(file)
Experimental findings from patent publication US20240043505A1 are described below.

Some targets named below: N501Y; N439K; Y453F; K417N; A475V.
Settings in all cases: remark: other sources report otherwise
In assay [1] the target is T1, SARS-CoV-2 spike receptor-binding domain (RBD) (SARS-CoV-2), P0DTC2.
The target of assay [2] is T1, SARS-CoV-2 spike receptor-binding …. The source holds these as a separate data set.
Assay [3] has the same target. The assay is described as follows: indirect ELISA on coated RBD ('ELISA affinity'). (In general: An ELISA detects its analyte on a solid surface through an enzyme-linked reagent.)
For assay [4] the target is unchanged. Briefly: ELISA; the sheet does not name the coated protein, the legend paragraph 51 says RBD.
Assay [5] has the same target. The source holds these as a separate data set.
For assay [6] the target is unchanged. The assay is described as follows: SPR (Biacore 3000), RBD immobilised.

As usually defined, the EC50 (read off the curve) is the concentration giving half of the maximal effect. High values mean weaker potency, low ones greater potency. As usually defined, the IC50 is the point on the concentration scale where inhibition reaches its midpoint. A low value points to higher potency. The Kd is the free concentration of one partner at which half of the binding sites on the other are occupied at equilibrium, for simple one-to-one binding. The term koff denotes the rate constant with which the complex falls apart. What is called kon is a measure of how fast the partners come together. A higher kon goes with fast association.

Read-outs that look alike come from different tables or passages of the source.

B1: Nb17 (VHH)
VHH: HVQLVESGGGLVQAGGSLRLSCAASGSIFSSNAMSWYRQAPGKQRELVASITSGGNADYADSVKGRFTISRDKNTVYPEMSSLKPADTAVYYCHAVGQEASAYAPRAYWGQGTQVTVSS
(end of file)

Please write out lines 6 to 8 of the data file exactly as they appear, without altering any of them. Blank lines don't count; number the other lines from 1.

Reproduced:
Assay [3] has the same target. The assay is described as follows: indirect ELISA on coated RBD ('ELISA affinity'). (In general: An ELISA detects its analyte on a solid surface through an enzyme-linked reagent.)
For assay [4] the target is unchanged. Briefly: ELISA; the sheet does not name the coated protein, the legend paragraph 51 says RBD.
Assay [5] has the same target. The source holds these as a separate data set.